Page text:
Thursday, June 16, 2011

We Came For Camelot

Washington, D.C. and Me
June 16, 1961

I am grateful today to be making some headway, finding ways to balance the day-to-day physical, emotional and spiritual challenges of my eye problems. Yet staying the course with my greater goals; teaching, guiding, mentoring, creating meaningful community conversations and telling stories, in order to contribute what I can to a world that might, hopefully, somehow be better when I leave it than when I came.

Today my mind, along with my gratitude, is drawn, particularly, to beginning to take stock of things I’ve learned, moving from the innocent I was fifty years ago to the wise woman I am today. Anniversary dates have a way of calling such considerations to mind.

I was a bride of one day when, fifty years ago today, I first set foot on the soil of the Washington, D.C. metropolitan area. This was to be the locale, give or take some miles, that would be both my home and the fire pit of my initiation into adulthood; the cauldron that sourced my transition from innocent to masterful dark side transformer, a role I would never have wished for myself. Nor do I particularly even like it now.

Until that day I had dreamt a child’s fantasy; swimming the English Channel was the only goal I had in mind. What was my Plan B???. I hadn’t thought quite that far that day I came into Washington.

Emotionally I was a mere child who could barely think through a single thing in those days. Stories for a later time perhaps.

How does one come to recognize, truly know darkness in oneself and others? And, then develop artistry in transforming it?

Certainly the answers are wrapped in tales of adventure; lessons learned through trials by fire, often getting burned in the process.

Though I don’t remember the details of the day, it is unlikely that the vast array of D.C. tourist attractions; the Washington, Lincoln and Jefferson monuments, the White House and Arlington Cemetery, had any priority that first day.

We needed to start with setting down our travel bags in our newlywed apartment. Then quickly make our way to the nearest buy-cheap furniture store. But perhaps that was day two. I can see that warehouse-like store today in my mind’s eye though its name is obscured.

We had quite simply come here for Camelot. Jointly selecting a starting accountant’s position for my new, recently graduated from Ohio State, husband at the GAO in Washington, D.C., called the General Accounting Office in those days, we had passed over an alternative opportunity for New York City. However, familiarizing ourselves with that which had enticed us here would still be days off until we could even take our first steps into the scene.

The “Ask not what your country can do for you, but what you can do for your country,” bug had infected us. Like countless other young idealists who would join us as the sixties era progressed, the lure of being near our esteemed president and his hoped-for visions for the future of our country, seemed just right for us and our new life together. Jackie’s pillbox hat had somehow, also, gotten into the mix, at least, for me.

I lost my virginity as we made our way to Maryland and the nation’s capitol. And, in the coming years ahead, my life in this locale would take all that remained of my innocence.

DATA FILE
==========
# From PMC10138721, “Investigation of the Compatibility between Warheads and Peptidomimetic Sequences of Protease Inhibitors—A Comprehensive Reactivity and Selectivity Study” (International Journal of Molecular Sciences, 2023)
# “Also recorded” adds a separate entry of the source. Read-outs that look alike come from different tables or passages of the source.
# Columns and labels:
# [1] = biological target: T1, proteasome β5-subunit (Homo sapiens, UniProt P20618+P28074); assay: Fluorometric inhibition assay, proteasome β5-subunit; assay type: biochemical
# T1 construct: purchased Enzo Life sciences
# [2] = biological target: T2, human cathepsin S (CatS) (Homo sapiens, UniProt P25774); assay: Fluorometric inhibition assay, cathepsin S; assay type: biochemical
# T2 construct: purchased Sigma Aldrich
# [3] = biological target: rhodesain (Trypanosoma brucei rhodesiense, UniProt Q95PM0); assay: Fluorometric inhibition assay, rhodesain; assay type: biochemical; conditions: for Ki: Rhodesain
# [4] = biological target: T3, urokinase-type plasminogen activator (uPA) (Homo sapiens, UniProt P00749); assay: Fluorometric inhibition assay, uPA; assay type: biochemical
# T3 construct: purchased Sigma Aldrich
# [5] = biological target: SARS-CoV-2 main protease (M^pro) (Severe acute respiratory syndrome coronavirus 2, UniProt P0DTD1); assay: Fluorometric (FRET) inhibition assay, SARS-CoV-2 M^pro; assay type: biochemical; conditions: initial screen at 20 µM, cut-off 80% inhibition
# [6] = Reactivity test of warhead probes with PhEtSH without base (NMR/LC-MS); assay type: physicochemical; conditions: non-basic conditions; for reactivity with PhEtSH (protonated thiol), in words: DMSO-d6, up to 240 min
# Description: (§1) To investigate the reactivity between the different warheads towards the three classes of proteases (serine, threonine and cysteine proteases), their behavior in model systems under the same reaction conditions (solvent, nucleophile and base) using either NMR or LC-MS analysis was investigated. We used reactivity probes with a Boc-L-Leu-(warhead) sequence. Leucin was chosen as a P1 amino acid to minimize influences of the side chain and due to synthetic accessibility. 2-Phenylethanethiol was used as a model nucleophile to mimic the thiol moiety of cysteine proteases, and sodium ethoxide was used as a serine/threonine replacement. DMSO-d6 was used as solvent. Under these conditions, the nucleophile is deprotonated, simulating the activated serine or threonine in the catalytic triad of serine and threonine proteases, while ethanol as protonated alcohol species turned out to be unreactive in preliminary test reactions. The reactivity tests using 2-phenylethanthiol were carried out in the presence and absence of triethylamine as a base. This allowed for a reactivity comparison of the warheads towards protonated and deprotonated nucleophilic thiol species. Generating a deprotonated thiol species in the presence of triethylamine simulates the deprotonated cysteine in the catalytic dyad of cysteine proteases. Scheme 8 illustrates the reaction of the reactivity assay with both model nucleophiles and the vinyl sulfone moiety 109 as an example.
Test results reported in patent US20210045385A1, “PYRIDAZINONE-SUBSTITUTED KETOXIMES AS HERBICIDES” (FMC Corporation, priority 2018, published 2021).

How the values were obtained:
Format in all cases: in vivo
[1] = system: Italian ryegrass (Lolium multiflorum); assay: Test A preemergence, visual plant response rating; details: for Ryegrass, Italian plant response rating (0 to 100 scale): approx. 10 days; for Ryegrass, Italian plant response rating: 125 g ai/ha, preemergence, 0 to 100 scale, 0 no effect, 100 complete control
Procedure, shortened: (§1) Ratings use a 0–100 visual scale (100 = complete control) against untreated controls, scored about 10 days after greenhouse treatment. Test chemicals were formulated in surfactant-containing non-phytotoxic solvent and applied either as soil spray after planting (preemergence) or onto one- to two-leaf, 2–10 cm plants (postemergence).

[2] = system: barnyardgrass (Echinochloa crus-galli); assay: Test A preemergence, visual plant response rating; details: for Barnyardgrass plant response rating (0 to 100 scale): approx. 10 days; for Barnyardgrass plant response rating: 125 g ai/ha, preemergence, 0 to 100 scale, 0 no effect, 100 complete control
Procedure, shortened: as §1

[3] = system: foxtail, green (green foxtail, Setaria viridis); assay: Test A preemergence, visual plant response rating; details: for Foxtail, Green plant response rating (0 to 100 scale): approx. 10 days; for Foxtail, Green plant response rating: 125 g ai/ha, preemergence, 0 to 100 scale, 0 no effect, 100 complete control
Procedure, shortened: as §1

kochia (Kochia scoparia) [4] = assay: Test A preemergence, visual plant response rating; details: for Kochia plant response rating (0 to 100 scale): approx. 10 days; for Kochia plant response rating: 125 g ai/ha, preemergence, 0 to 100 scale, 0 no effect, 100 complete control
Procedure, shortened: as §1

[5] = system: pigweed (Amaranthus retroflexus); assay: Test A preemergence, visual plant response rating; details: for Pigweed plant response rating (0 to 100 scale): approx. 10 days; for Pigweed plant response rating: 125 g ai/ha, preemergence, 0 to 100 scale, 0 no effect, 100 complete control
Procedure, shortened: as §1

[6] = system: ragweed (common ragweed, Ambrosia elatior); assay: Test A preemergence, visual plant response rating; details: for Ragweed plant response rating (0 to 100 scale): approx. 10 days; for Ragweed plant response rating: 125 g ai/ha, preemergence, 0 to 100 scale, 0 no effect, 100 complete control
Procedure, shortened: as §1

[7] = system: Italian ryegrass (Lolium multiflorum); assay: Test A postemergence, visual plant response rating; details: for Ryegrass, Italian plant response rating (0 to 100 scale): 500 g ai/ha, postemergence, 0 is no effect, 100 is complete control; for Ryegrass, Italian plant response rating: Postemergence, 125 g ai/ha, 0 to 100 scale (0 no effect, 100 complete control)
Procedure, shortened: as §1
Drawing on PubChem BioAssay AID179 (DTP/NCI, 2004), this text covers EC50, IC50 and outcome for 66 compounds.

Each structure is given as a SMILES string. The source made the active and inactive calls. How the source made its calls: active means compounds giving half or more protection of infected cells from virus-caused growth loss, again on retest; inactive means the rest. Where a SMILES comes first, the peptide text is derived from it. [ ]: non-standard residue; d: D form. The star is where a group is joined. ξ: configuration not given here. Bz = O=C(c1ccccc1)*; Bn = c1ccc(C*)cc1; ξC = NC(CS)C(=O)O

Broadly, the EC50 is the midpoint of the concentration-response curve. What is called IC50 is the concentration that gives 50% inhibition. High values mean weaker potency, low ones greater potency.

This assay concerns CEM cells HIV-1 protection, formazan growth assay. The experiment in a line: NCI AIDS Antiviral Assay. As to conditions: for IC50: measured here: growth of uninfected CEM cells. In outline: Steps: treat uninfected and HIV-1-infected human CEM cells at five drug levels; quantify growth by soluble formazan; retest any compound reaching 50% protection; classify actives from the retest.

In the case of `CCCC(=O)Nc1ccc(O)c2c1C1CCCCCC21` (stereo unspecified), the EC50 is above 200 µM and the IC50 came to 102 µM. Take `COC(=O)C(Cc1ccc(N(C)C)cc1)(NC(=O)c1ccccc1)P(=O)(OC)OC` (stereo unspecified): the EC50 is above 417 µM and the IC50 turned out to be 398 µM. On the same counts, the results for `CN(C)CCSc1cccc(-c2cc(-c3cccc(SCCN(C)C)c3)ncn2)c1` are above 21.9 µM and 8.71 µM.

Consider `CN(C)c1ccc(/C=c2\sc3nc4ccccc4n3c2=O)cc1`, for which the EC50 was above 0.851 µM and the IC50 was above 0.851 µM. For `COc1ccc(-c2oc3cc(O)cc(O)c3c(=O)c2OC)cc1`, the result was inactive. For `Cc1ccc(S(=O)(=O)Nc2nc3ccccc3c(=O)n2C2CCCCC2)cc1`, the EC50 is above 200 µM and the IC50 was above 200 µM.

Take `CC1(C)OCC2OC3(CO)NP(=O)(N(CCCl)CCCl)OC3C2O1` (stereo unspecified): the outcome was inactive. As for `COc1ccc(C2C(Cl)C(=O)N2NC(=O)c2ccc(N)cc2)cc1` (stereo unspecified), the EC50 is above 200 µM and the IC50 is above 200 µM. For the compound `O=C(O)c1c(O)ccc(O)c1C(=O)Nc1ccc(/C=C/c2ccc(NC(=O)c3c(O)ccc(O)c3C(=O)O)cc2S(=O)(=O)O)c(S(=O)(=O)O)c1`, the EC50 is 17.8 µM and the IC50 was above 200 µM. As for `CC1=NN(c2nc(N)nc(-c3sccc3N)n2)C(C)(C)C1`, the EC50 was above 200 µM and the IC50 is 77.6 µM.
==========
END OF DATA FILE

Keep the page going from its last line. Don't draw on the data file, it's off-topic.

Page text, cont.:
We would stand on the sidelines watching the funeral procession of our fallen hero, JFK, the riots that ravaged Washington after Martin Luther King Jr.s’s assassination, the shock, not long after, of Bobby Kennedy’s assassination and Watergate. There wasn’t much left of innocence by then.

By the time Nixon left behind his prestigious seat in the Oval Office, however, I had started to develop an eye for understanding the dark side of human nature. And, begin to develop adeptness on how and what to do to transform it, if anyone cared to take on that challenge.

Mastery in the art of successfully maneuvering this gamesmanship would come with experience and time.

Of course, Washington’s power games and the infrastructure that, not only breeds and supports these games, but makes them legendary, can almost destroy the young idealist, if one is not careful. It certainly almost did me in for awhile.

But then, if you are to survive, you get to know the strategic moves to make and the ones to avoid. Still the game always remains a tricky one, the tricksters, the best in the world.

Marty Groder, my psychiatrist mentor, provoked my ire back in the early 1980s before the Iron Curtain came down when he said –

“Washington is next only to Moscow as the world’s center of darkness.”

I defended this home territory of mine saying –

“You are wrong. Washington is the center of light.”

But that was the ‘80s. In many ways I was still a novice at dancing with the dark side.

Today, I believe we were both right; the nation’s capitol is a teeming cauldron where an ongoing battle is fought between the dark and the light, both publicly and behind the scenes, night and day. I know it well.

However, those of us, who like many others came to Washington for Camelot, now make our homes a comfortable distance away from Washington, D.C., hoping we might still use our hard-won wisdom to affect the darkness without letting it suck us in as once it did.

For myself, the clear, clean air of the mountains, about an hour’s drive from D.C. for me, is what suits me best.

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